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Competition Policy: Definition and Scope. Presented by Dr. M. A. Razzaque. We are going to have discussions on:. What is Competition? What is Competition Policy? What it Covers? What is the need for Competition Policy?. What is competition?. Competition.

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competition policy definition and scope

Competition Policy: Definition and Scope

Presented by

Dr. M. A. Razzaque

we are going to have discussions on
We are going to have discussions on:
  • What is Competition?
  • What is Competition Policy?
  • What it Covers?
  • What is the need for Competition Policy?
what is competition
What is competition?


Literary meaning: a contestable situation where people fight for superiority.

In market economy, competition is a process whereby firms fight against each other for securing consumers for their products

types of competition
Types of competition

Non-price Competition

Price Competition

Competition to win customers not by lowering price but by advertising, offering after-sales-service, using sales-promotion tools, etc.

Competition among suppliers to win customers by offering lower price. May not be an appropriate strategy for those loyal to a particular brand.

For detailed information please consult
  • Competition Policy and Law Made Easy: Monographs on Investment and Competition Policy, #8 ;CUTS (Pages 1-4)
oligopoly market competition among the few
Oligopoly Market : Competition Among the Few

Key Features:

  • Interdependence between firms in performance and strategy
  • Aggressive action followed by defensive reaction
  • Price competition and price war

(Recent packages offered by Mobile Phone companies)

  • Intense non-price (promotional publicity) competition, which may result in wasteful expenditures.
Detail on Oligopolistic market structure
  • Making Sense of Competition Policy, by Frank Fishwick (1993) (Pages 47-62)
competition policy law
Competition Policy /Law
  • Competition policy => government measures directly affecting both Firm Behavior and Industrial structure.
  • A competition policy should include both:

i) Economic policies adopted by Government, that enhance competition in local and national markets, and

ii) Competition law designed to stop anti-competitive business practices.


Competition Policy

Government Policies

Competition Law

Components of competition policy

Private Actions








Trade Policy

Regulations Governing

Capital and FDI



competition law national
Competition Law (National)

Anti-Competitive Agreements Between Firms

( Collusion)

Regulation of Mergers to Prevent Tactics to Gain Excessive Dominance in a Market

Abuse of a Dominant Market Position

Applies to:

  • Import cartels
  • Price fixing
  • Market sharing
  • Bid rigging
  • Limiting production
  • Refusal to buy or supply
  • Tie-in arrangements
  • Exclusive-dealing
  • Resale price maintenance
  • Territorial allocation
  • Predatory pricing
  • Price discrimination
  • Excessive pricing
  • Abuse of intellectual property monopoly
  • Total unification of the companies involved
  • Buying of sufficient shares in a company so as to have a say in policy formulation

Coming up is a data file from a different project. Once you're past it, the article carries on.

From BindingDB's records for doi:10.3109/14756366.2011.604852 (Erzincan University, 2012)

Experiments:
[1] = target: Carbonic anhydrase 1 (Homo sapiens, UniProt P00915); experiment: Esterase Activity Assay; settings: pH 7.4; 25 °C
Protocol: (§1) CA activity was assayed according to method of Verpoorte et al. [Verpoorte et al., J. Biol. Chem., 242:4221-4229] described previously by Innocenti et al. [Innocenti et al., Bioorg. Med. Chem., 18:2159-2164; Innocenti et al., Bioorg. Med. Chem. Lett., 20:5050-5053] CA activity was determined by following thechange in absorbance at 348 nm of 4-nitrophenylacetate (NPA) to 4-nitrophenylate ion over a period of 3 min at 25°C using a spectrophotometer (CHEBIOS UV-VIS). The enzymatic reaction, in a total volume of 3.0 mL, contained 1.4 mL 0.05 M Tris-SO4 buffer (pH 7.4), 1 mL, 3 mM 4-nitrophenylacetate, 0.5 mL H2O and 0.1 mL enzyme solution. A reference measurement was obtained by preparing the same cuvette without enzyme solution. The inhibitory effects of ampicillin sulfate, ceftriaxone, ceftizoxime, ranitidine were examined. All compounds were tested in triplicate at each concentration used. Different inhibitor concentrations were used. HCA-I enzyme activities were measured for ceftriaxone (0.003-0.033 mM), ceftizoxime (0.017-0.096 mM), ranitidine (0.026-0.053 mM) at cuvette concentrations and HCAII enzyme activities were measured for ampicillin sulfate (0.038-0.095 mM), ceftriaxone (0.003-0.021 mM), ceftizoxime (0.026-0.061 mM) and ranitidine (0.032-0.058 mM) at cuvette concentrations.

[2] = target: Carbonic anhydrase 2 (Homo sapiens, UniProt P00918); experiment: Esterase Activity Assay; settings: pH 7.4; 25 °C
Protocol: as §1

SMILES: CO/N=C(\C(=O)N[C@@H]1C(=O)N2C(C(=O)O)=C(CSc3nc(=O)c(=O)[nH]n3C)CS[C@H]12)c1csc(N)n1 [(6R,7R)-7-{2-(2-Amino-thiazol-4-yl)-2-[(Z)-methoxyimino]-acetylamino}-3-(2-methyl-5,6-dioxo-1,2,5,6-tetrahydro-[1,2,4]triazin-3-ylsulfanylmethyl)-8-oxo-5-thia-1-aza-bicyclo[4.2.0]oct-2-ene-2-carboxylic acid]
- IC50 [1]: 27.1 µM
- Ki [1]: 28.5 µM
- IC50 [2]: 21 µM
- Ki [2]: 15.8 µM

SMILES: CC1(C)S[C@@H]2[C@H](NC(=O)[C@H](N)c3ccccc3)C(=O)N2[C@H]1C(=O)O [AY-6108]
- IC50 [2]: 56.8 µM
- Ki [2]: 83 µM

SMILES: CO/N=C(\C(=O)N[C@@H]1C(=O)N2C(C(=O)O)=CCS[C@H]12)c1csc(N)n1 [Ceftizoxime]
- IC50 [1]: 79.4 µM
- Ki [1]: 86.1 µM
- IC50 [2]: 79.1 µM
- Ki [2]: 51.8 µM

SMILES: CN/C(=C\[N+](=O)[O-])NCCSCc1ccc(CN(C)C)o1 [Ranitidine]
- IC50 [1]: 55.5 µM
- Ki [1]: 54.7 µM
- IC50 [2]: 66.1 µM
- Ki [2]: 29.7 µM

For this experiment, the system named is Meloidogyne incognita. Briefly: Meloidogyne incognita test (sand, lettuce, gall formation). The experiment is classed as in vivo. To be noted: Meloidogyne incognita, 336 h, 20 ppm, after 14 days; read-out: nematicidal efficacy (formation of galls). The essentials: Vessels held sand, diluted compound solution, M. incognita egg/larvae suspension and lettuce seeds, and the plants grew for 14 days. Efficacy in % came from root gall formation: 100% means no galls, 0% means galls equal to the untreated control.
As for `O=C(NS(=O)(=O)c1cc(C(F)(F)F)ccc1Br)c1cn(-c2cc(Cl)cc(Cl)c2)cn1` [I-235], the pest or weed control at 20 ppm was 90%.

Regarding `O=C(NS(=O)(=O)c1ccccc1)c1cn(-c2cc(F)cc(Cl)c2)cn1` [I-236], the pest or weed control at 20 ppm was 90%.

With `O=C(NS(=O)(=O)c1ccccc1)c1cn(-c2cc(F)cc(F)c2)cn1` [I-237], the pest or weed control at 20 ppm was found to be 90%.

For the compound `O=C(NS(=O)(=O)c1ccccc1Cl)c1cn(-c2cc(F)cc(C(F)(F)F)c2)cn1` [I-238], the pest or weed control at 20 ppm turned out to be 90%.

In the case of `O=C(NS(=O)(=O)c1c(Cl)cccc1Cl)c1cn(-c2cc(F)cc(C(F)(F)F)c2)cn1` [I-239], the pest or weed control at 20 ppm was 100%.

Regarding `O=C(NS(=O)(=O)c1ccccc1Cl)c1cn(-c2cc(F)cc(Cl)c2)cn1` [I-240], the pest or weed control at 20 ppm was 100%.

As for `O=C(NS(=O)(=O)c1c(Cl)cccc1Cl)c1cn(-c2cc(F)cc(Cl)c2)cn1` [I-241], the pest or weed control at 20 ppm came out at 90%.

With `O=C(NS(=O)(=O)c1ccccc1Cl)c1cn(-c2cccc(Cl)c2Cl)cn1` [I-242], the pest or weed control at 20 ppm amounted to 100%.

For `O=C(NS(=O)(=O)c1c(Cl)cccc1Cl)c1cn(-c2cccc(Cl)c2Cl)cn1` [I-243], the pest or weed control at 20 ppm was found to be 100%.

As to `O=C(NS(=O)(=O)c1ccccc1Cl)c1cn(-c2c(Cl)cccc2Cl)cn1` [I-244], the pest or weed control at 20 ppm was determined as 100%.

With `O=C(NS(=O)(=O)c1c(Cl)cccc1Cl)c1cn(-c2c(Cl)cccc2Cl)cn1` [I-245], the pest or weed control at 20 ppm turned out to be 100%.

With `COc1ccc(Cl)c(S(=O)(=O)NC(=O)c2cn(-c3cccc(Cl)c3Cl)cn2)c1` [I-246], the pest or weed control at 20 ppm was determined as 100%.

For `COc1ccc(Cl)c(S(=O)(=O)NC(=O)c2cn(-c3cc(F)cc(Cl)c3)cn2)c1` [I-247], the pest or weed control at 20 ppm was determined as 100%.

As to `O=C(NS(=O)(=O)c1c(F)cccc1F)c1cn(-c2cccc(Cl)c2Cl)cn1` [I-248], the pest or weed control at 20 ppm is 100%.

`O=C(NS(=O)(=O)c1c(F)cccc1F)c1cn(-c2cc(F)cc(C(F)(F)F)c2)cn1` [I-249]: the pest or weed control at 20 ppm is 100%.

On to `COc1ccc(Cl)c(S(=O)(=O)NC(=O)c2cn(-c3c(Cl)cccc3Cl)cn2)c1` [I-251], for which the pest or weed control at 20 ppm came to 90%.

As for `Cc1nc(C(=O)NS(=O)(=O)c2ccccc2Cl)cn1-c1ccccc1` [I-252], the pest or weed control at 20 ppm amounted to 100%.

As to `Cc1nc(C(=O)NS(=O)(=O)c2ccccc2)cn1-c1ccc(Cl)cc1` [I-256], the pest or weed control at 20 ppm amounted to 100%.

The three stages of provisions that a competition law constitutes are:
  • The behavior and structure of firms in the market
  • Institutional and enforcement design with a competition authority, and
  • Competition advocacy.
For details on competition policy and law:
  • Competition Policy and Law Made Easy: Monographs on Investment and Competition Policy, #8 ;CUTS (Pages 23-26)
  • UNTCAD: Trade and development Board: Intergovernmental Group of Experts on Competition Law and Policy; sixth session, Geneva, 8-10 November 2004 : Communication Submitted by the People’s Republic of Bangladesh (Pages 2-4)
need for a competition policy
Need for a Competition Policy

Benefits to Consumers

  • A fair deal in the market place with:
  • The best possible choice of quality
  • The lowest possible prices, and
  • Adequate supplies of commodities.

Benefits to Efficient Producers

  • A safeguard against practices that could drive companies out of business.
  • Lower entry barriers to promote entrepreneurship and growth of SMEs.
  • Efficient allocation and utilization of resources ensures more output and employment.
  • Control of international unfair competition and restrictive business practices, such as international cartels

On the whole, a competition policy maintains and promotes the competitive spirit and culture in the market.


Globalization and the need for Competition Policy

Therefore, we need competition policy to monitor, prevent and control anti-competitive practices.

Globalization and Competition

threat to

Outcome of

Concentration of Market Power

For details on globalization and competition:
  • UNTCAD: Trade and development Board: Intergovernmental Group of Experts on Competition Law and Policy; forth session, Geneva, 3-5 July 2002 : The relationship between competition, competitiveness and development. (Pages 3-6)
arguments against competition
Arguments Against Competition
  • Preventing formation of large firms may reduce efficiency. The situation arises when there exists significant economies of scale:

Examples : Natural Monopolies, like,

Infrastructure, Power and Railway .

  • An obsession with competition might be counterproductive leading to inefficiency especially when goods and services tend to be homogenous.
  • Policy actions against highly profitable firms could work against the development of dynamic and thriving firms.
  • Over-regulation could increase firms’ cost of operations and generates inefficiencies.